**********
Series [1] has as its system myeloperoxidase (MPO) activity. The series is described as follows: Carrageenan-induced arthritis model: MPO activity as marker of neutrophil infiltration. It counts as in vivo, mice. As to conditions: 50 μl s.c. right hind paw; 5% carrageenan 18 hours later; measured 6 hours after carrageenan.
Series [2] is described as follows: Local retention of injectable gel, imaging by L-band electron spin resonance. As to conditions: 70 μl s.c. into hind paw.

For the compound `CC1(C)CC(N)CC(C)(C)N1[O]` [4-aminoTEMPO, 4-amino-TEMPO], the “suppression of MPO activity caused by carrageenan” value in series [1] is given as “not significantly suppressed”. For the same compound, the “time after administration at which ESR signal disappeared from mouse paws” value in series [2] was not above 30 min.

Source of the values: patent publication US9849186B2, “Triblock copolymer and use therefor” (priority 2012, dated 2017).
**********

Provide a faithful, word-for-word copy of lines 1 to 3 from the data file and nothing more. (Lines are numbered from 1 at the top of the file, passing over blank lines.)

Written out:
Series [1] has as its system myeloperoxidase (MPO) activity. The series is described as follows: Carrageenan-induced arthritis model: MPO activity as marker of neutrophil infiltration. It counts as in vivo, mice. As to conditions: 50 μl s.c. right hind paw; 5% carrageenan 18 hours later; measured 6 hours after carrageenan.
Series [2] is described as follows: Local retention of injectable gel, imaging by L-band electron spin resonance. As to conditions: 70 μl s.c. into hind paw.

For the compound `CC1(C)CC(N)CC(C)(C)N1[O]` [4-aminoTEMPO, 4-amino-TEMPO], the “suppression of MPO activity caused by carrageenan” value in series [1] is given as “not significantly suppressed”. For the same compound, the “time after administration at which ESR signal disappeared from mouse paws” value in series [2] was not above 30 min.